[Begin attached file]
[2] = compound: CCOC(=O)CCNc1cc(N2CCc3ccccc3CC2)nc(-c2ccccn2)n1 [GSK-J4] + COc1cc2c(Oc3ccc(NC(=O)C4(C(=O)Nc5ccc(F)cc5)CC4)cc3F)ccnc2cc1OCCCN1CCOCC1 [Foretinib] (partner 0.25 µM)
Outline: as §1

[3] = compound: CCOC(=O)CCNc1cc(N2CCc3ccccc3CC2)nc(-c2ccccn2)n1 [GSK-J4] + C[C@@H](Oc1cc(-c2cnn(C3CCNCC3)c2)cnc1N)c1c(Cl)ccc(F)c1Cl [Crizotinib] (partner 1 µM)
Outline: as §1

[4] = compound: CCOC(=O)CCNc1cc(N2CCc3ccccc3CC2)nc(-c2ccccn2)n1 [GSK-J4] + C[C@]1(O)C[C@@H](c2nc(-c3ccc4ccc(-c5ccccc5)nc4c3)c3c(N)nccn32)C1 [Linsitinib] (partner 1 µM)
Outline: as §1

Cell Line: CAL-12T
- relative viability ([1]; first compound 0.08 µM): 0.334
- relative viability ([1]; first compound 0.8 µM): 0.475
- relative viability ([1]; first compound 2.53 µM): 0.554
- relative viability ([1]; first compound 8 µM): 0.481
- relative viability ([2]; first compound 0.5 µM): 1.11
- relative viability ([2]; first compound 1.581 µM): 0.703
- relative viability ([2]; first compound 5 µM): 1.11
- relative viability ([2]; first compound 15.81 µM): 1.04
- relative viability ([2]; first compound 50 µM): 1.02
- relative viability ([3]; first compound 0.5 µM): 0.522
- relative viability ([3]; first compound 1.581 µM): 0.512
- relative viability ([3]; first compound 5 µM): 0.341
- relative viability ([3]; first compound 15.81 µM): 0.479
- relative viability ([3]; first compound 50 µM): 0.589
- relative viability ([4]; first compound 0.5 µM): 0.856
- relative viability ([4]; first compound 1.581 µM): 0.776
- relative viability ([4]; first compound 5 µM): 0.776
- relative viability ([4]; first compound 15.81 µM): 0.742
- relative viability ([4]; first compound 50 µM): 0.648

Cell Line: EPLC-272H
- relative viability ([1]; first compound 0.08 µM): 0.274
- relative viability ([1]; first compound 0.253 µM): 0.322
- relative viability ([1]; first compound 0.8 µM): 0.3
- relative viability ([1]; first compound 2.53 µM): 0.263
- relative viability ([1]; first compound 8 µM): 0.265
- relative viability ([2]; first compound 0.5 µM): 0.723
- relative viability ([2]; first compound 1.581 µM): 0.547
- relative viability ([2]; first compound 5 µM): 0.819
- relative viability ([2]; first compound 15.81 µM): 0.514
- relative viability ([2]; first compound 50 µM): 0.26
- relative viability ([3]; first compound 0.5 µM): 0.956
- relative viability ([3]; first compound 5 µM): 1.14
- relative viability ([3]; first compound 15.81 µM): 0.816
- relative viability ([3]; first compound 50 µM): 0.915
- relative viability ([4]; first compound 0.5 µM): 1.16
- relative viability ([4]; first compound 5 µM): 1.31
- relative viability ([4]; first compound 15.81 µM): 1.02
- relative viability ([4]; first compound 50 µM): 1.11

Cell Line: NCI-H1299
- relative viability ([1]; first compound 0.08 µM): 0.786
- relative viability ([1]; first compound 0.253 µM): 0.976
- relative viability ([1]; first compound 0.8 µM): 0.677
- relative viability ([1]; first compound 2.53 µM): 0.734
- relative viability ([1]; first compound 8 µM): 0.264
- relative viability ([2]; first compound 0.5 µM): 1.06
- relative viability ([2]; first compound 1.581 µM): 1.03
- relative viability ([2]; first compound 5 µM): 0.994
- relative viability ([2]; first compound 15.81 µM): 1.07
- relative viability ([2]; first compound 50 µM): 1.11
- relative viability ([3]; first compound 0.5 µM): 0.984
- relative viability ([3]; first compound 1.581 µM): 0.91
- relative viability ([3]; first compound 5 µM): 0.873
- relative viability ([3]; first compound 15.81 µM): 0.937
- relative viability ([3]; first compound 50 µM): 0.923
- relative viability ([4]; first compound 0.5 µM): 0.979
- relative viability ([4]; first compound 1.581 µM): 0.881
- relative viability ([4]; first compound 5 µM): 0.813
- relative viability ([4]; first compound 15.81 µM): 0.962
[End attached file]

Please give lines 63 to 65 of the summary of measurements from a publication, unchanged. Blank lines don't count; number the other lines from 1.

- relative viability ([4]; first compound 1.581 µM): 0.881
- relative viability ([4]; first compound 5 µM): 0.813
- relative viability ([4]; first compound 15.81 µM): 0.962